|DID THE FIRST ARMENIANS IN PENANG MAKE NAZOOK AND NUTMEG CAKE?|
Lebuh Armenian or Armenian Street is in George Town, a Unesco historic city situated on Malaysia's west coast island of Penang. Armenians arrived in then Malaya in the late 18th to early 19th centuries and set up as traders, doctors and other businesses.
(Unfortunately, I don't have any pictures of my own, but am allowed to use the photo by Gryffinder at Wikimedia Commons with credit to the author. Thank you, Gryffinder.)
There's not a lot online about the Armenians in Penang, but there is at least one book written on the subject. And this blogger quotes from that book at his site. In fact, there is a lot more information about the Armenian nazook and nutmeg cake online.
Ah yes, the pastries... the wonderful, wonderful pastries. Now that the brief history lesson is over, I'll get on with the subject of this post.
The Daring Bakers’ April 2012 challenge, hosted by Jason at Daily Candor, were two Armenian standards: nazook and nutmeg cake. Nazook is a layered yeasted dough pastry with a sweet filling, and nutmeg cake is a fragrant, nutty coffee-style cake.
Jason's instructions, along with links to videos on making the two sweets, were most helpful and I enjoyed making them.
Well, thanks to Jason's challenge, I found out about Armenian cakes as well as a little about Malaysian history! For more pictures of Armenian Street, this site has some really beautiful ones (all right, that was the last tourism plug for Penang. Promise.)
|Armenian nutmeg cake (top) and nazook|
As the pictures show, my perspective was all wrong. I got it backwards with both items. Halving the amount of ingredients called for in Jason's recipe, I made two small nutmeg cakes, each one 10cm across (which made the slices doll-sized); and only a dozen nazook instead of about 20 (they were about palm-sized)!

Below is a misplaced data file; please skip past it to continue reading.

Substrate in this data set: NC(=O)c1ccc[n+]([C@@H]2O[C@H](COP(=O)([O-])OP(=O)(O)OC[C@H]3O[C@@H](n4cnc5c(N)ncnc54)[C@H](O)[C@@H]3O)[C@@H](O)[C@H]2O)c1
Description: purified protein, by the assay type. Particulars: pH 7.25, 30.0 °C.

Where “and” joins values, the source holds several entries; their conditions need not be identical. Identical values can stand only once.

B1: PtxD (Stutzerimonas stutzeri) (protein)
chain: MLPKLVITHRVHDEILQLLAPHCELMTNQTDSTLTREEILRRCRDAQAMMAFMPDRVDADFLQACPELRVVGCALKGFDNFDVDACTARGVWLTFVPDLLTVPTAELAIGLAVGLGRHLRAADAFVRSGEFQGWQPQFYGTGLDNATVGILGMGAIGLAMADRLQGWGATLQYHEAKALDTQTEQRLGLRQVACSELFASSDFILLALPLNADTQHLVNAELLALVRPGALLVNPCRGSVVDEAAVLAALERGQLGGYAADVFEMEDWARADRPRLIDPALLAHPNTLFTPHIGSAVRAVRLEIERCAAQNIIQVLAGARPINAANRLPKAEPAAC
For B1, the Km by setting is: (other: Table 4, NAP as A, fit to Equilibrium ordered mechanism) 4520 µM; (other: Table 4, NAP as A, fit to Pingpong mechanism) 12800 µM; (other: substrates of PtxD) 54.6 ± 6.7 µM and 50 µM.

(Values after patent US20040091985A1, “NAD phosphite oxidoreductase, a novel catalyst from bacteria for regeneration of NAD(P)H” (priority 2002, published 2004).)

The other Daring Bakers got the perspective correct. For a look at the results of the talented lot, do visit The Daring Kitchen.
I made nazook a second time and went with a coconut flavour. I included some coconut cream in the pastry and loving the texture and taste of red palm sugar, I used it in the filling along with grated fresh coconut. This filling was moister, unlike the original sandy-textured vanilla filling. The caramelised sugar made the pastries chewy and the fresh coconut, of course, was irresistible.
I don't know if I can call them nazook any more, but they were certainly inspired by those lovely Armenian pastries.
And this time, I made them daintier.
|The red palm sugar creates a chewy centre|
Inspired by Armenian Nazook. Makes 20 pastries
210g all-purpose (plain) flour, sifted
4g active dry yeast
80g sour cream
30g coconut cream
30g coconut cream
80g softened butter, at room temperature
50g all-purpose (plain) flour, sifted
100g grated fresh coconut
100g red palm sugar
70g softened butter (room temperature)
1 tsp coconut extract, optional
1 egg yolk
Make the Pastry Dough
Mix the sifted flour and yeast in a large bowl. Add the sour cream and mix to form a shaggy dough. Set aside for 10 minutes to activate the yeast. Transfer the dough to a work surface and pat out into a rough circle; spread the butter in the centre. Work it into the flour mixture with your hands to form a dough. Continue to knead for about 10 minutes, or until the dough no longer sticks to the surface or your hands. Place the dough back in the bowl, cover and refrigerate overnight.
Make the filling
Combine all the ingredients and mix until the filling comes together into a rough paste. Set aside.
Make the nazook
Preheat the oven to moderate 175°C. Divide the refrigerated dough into two equal portions. Form them into balls.
On a lightly floured work surface, roll out or pat the dough into a rectangle The dough should be thin, but not transparent. Spread ½ of the filling mixture across the rolled-out dough in an even layer. Try to spread the filling as close as possible to the edges on the short sides, but keep some of pastry dough uncovered 2.5cm along the long edges. From one of the long sides, start slowly rolling the dough across. Be careful to make sure the filling stays evenly distributed. Roll all the way across until you have a long, thin loaf. Pat down the loaf with your palm and fingers so that it flattens out a bit (just a bit).
Apply egg yolk wash with a pastry brush. Use a crinkle cutter to cut the loaf on an angle into 10 equal pieces. Place on an ungreased cookie sheet (or one lined with baking parchment). Place in the preheated oven for about 30 minutes, until the tops are a rich, golden brown.